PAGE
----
The Elantra sedan is the bread-and-butter four-door offering in Hyundai's compact vehicle lineup, which also includes the two-door Elantra Coupe and Elantra GT hatchback. The Elantra blends an eye-grabbing design with the high level of standard features for which Hyundai has become known.
Though it largely looks the same as before, the Elantra has been thoroughly updated underneath the sheetmetal for the latest model year. Notable revisions include a more refined and technology-packed interior, the availability of Hyundai's Blue Link telematics service and a new Sport trim level with a retuned suspension and a more powerful engine.
One of the more stylish sedans in its segment, the Elantra is characterized by Hyundai's now-familiar fluidic sculpture design language, which is intended to evoke the interplay of wind with rigid surfaces to create the illusion of constant motion. Distinct character lines that run from the front doors through the door handles before terminating in the taillights lend a bit of an edge to the car's organic look.
New details such as a reshaped front bumper, reworked headlights with LED accents, and fresh foglights arrived as part of the Elantra's recent refresh, although most casual observers will be hard-pressed to spot the differences. Regardless, the Elantra remains a handsome offering.
More substantial changes arrived inside, where the flowing dashboard has been reworked with higher-mounted, more effective air vents along with more user-friendly stereo and HVAC controls. All Elantras save the base model gain a 4.3-inch touchscreen audio system and a rearview camera as standard equipment, while a new navigation system with a seven-inch touchscreen and Pandora radio integration is an optional extra.
Hyundai's useful Blue Link telematics service is another new addition to the Elantra, bringing with it a wide variety of function and services like voice text messaging, point-of-interest web search and download, automatic collision notification, and remote vehicle unlocking in addition to traffic, weather, restaurant and nearby gas station information.
Interior space remains plentiful, with a slightly confining roofline that impedes second-row headroom being the Elantra's only flaw when it comes to passenger comfort. Trunk space measures a midsize sedan-rivaling 14.8 cubic feet.
Cabin noise levels are down for the latest model year due to a plethora of NVH-combating measures, including extra A-pillar foam, a full underbody cover and anti-vibration dash panel material.
Power and Handling
In standard form, the Elantra is motivated by a 1.8-liter inline-four with 148 horsepower and 131 lb-ft of torque. Power is sent to the front wheels through either a six-speed manual transmission or a six-speed automatic, although the stick is not available on the Limited trim level. Fuel economy checks in at 28 mpg in the city and 38 mpg on the highway with either transmission.
A new addition to the range is a more potent 2.0-liter four-cylinder that produces 173 horsepower and 154 lb-ft of torque. Available only with the Elantra Sport trim level, the motor returns 24/35 mpg when paired with a six-speed automatic; mileage ratings for the standard six-speed manual have not yet been released.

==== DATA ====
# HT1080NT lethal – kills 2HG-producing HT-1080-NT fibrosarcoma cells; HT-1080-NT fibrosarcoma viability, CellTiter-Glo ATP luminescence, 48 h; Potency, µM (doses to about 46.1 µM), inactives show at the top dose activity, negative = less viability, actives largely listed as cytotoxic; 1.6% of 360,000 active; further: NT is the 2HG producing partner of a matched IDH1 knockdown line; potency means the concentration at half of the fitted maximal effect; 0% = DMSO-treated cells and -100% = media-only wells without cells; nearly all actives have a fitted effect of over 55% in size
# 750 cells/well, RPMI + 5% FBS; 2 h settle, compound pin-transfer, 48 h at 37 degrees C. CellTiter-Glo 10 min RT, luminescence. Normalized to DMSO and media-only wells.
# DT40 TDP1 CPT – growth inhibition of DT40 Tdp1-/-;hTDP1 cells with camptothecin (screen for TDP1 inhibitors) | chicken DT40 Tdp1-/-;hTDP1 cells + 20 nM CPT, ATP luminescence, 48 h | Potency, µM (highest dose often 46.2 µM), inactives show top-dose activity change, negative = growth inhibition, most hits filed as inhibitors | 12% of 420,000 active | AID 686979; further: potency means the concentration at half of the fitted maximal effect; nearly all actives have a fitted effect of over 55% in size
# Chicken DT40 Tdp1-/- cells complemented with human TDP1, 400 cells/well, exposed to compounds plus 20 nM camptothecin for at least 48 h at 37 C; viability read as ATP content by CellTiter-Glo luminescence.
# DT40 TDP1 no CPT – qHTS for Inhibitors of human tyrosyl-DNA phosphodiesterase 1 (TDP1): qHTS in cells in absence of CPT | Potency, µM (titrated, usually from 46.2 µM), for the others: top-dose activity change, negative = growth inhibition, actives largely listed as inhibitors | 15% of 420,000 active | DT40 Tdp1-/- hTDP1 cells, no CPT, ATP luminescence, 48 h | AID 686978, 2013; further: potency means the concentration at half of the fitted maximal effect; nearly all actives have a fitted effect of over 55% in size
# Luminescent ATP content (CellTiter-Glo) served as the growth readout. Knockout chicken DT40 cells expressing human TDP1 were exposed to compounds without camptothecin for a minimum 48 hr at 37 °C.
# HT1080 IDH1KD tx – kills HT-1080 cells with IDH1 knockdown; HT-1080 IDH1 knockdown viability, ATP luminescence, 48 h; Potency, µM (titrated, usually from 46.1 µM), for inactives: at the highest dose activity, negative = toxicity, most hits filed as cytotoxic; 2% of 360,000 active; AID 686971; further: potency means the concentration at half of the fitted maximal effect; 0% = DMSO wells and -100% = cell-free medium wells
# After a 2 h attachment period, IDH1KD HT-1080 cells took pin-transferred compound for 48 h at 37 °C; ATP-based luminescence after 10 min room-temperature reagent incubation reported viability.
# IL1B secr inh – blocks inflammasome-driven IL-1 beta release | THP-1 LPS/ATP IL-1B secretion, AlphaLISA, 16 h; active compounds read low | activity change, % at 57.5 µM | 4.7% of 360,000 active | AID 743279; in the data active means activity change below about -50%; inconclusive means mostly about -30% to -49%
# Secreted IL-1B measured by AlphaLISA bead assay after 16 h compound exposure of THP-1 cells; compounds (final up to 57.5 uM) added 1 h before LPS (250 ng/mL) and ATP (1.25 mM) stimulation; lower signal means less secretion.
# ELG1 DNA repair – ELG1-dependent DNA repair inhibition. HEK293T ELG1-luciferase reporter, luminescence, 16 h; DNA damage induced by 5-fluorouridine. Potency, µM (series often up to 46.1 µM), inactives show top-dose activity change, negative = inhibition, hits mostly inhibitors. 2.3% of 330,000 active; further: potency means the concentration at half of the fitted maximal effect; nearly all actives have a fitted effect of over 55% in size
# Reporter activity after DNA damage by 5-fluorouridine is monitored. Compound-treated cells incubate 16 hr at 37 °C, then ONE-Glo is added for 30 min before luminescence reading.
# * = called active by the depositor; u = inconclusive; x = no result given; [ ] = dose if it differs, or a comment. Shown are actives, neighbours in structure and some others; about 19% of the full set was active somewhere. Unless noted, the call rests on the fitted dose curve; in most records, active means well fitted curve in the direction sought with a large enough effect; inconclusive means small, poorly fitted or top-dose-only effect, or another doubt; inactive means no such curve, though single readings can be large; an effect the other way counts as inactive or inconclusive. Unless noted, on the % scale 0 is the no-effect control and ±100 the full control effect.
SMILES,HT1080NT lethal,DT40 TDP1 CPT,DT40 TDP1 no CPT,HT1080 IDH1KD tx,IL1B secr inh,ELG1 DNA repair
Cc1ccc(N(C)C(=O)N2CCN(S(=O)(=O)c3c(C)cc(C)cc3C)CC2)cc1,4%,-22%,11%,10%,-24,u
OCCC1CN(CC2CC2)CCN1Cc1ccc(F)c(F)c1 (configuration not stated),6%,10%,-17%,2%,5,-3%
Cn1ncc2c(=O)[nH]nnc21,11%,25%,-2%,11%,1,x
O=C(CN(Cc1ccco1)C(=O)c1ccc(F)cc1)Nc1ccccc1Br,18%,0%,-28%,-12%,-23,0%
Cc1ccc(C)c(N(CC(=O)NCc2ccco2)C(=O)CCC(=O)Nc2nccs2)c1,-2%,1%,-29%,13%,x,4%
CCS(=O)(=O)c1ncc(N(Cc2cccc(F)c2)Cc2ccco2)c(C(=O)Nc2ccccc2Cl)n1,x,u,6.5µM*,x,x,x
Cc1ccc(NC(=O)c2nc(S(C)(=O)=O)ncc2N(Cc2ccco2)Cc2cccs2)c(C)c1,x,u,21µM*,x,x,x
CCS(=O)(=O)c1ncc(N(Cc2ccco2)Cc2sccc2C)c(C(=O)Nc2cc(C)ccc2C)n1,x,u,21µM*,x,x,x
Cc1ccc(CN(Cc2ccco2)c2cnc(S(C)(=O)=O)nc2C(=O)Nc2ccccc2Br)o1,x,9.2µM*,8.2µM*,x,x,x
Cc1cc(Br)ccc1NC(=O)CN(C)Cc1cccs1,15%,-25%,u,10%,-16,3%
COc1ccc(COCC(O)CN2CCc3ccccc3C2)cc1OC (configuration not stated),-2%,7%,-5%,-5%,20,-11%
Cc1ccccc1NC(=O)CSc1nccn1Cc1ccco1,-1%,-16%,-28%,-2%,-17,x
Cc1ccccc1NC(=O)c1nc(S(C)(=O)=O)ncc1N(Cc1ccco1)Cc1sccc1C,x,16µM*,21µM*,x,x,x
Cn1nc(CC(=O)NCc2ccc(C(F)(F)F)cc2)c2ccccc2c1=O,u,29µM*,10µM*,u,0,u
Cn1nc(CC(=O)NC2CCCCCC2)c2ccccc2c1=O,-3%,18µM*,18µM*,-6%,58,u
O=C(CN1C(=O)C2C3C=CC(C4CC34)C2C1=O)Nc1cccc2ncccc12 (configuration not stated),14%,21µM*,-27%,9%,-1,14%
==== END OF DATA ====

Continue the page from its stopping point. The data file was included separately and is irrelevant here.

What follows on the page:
More than just a bigger engine, the Sport also features a buttoned-down suspension with stiffer dampers and rear springs along with a larger front stabilizer bar. A reworked electric assist steering system with a quicker ratio is also included (non-Sport models get driver-adjustable steering), as are unique two-tone 17-inch wheels, aluminum pedals and a rear spoiler.
Trim Level Breakdown
Hyundai offers the Elantra in SE, Sport and Limited trim levels. Notably, the SE replaces last year's GLS model.
The SE comes standard with the 1.8-liter motor and six-speed manual transmission in addition to air-conditioning, power windows and locks, cruise control, a telescopic steering wheel, a six-speaker, 172-watt AM/FM/Satellite Radio/CD stereo with USB and AUX input jacks, and 15-inch alloy wheels.
The SE can be spruced up with the Preferred Package, which adds a 4.3-inch touchscreen audio display with rearview camera, heated front seats, Bluetooth connectivity with voice command functionality, 16-inch alloy wheels, steering wheel audio controls, Bluetooth, cloth inserts for the doors, a sliding center armrest, illuminated vanity mirrors and an illuminated ignition.
The Sport adds all of the content in the Preferred Package as standard, while also bringing the more powerful 2.0-liter engine, a retuned suspension, revised steering system, leather upholstery, aluminum pedals, rear spoiler, a sunroof, front LED accent lights, LED taillights and 17-inch wheels.
The Limited builds on the SE with Preferred Package's features with leather upholstery, heated rear seats, Hyundai's Blue Link telematics service, front LED accent lights, LED taillights and 17-inch wheels.
Optional on the Limited is the Limited Technology Package, which adds a navigation system with seven-inch display, a 360-watt premium audio system, dual-zone automatic climate control, auto on/off headlights and a proximity key entry with electronic push-button start and an immobilizer.
All Elantra models come standard with dual front, front side and side curtain airbags in addition to traction and stability control systems, electronic brake-force distribution and brake assist.
Car shoppers looking at the Elantra should also check out the sporty Ford Focus sedan, the dated but indestructible Toyota Corolla and the Americanized Volkswagen Jetta.